Recording of motor-evoked potentials (MEPs)

Animals were anesthetized with pentobarbital sodium (40 mg/kg, i.p.), and two 30-G stimulating electrodes made of stainless steel were placed overlying the left and right motor cortex. MEP was elicited by transcranial electrical stimulation with a pulse of 1 ms at 7 mA using a DS3 constant current isolated stimulator (Digitimer). Responses were recorded from the gastrocnemius muscle using 30-G platinum transcutaneous needle electrodes (distance between recording electrodes was 1 cm). Recording electrodes were connected to an active headstage (3110 W Headstage; Warner Instruments) and signals amplified using a DP-311 differential amplifier (Warner Instruments). Amplified signal was acquired by the PowerLab 8/30 data-acquisition system (AD Instruments) at a sampling frequency of 20 kHz, digitized, and stored in a computer for analysis.

Immunohistochemistry

At 4 weeks after SCI, animals were anesthetized with pentobarbital sodium (40 mg/kg, i.p.), and then perfused with 0.1 M PBS (pH 7.4, 37 °C) followed by 4% (w/v) paraformaldehyde in 0.1 M PBS. Frozen sections of the spinal cord and colonic tissues were prepared at 20 μm thickness by using a cryostat microtome (Leica CM 3500, Wetzlar, Germany) and mounted on gelatin-coated glass slides. Sections were equilibrated in 0.1 M Tris-buffered saline for 10 min. After blocking with 10% normal goat serum in PBS for 1 h, sections of spinal cord were incubated for 1 h with primary antibodies, including mouse monoclonal anti-NeuN (1:100, ab177487, Abcam), rabbit polyclonal anti-synapsin (1:100, ab64581, Abcam), or rabbit polyclonal anti-NF-200 (1:100, ab82259, Abcam), and sections of colon were incubated for 1 h with primary antibodies, including rabbit polyclonal anti-ZO-1 (1:100, ab216880, Abcam), or rabbit monoclonal anti-occludin (1:100, ab216327, Abcam). After primary antibody incubation, slides were rinsed in PBS, followed by incubation with secondary antibodies. The slides were coverslipped with glycerinum-mounting media and examined by using a fluorescence microscope. The relative fluorescence intensity was calculated by using Image Pro Plus7.0 (Media Cybernetics, Silver Spring, MD, USA).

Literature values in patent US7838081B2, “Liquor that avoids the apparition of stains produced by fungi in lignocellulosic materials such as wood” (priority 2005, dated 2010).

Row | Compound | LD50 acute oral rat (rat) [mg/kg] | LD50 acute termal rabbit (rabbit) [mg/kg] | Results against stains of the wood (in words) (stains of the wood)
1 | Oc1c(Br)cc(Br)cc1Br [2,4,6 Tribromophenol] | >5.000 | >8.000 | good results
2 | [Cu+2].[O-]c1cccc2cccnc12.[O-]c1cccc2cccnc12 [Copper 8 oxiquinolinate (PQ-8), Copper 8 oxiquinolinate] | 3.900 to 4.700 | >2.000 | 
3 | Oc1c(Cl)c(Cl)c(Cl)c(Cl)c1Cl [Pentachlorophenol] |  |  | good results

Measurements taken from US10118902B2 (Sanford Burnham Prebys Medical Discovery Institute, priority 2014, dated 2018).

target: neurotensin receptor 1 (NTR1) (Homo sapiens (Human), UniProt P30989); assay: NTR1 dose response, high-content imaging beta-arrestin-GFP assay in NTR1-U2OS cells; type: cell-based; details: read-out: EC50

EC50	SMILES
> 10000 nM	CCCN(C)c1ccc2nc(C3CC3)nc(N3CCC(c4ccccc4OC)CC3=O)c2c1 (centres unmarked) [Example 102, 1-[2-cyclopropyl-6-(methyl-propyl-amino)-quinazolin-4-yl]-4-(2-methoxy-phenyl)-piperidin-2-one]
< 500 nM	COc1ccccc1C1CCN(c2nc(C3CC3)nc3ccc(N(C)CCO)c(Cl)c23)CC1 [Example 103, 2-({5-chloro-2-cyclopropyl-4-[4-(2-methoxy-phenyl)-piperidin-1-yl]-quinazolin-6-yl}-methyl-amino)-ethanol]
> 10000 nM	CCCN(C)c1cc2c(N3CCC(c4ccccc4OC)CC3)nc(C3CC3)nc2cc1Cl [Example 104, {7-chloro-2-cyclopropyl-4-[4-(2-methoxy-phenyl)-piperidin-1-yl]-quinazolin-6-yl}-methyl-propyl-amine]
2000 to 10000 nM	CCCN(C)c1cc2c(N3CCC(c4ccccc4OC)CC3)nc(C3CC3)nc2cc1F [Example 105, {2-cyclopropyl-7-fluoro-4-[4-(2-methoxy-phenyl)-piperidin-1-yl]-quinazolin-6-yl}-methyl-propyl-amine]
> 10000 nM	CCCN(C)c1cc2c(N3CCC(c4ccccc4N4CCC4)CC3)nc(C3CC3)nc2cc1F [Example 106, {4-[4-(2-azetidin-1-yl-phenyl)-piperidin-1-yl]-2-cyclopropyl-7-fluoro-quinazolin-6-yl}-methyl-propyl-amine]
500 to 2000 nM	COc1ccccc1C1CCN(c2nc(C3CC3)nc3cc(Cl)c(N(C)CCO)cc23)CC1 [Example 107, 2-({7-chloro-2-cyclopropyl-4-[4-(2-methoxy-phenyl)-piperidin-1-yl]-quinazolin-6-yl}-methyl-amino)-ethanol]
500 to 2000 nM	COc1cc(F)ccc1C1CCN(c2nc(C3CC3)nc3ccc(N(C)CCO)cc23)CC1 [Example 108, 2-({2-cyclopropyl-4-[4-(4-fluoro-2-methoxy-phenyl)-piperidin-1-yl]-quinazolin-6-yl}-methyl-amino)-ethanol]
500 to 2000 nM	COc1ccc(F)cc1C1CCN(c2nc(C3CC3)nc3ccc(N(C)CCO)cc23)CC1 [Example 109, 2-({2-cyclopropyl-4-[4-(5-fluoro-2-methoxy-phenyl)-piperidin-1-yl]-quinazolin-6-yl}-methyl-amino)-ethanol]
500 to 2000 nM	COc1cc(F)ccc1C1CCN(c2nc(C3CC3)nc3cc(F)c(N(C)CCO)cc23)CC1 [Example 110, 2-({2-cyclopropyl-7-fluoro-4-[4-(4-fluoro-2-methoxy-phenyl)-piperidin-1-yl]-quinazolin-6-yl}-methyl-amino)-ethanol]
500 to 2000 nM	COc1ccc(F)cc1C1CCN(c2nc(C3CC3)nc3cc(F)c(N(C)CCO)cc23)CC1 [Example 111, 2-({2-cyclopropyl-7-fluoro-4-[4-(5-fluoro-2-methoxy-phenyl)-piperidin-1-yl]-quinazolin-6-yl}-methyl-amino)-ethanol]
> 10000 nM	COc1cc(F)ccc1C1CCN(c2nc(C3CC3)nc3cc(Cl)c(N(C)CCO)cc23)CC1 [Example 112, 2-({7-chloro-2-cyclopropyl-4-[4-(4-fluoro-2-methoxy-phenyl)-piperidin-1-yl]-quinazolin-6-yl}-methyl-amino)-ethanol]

Paraffin sections of the spinal cord and colonic tissues were prepared at 8 μm thickness by using a microtome (Leica RM 2235, Wetzlar, Germany) and mounted on gelatin-coated glass slides. Sections were equilibrated in 0.1 M Tris-buffered saline for 10 min. After incubation in 0.3% hydrogen peroxide for 30 min, the sections were permeabilized with 0.1% Triton X-100 for 30 min. After blocking with 10% normal goat serum in PBS for 1 h, sections of spinal cord were incubated for 1 h with primary antibodies, including rabbit polyclonal anti-TNFα (1:100, ab6671, Abcam), rabbit polyclonal anti-IL-1β (1:100, ab9722, Abcam), or rabbit polyclonal anti-NF-κB (1:100, ab16502, Abcam). After primary antibody incubation, slides were rinsed in PBS, followed by incubation with secondary antibodies. The slides were coverslipped with glycerinum-mounting media and examined by fluorescence microscopy. The relative gray value was calculated by using Image Pro Plus7.0 (Media Cybernetics, Silver Spring, MD, USA).

Metabolic parameters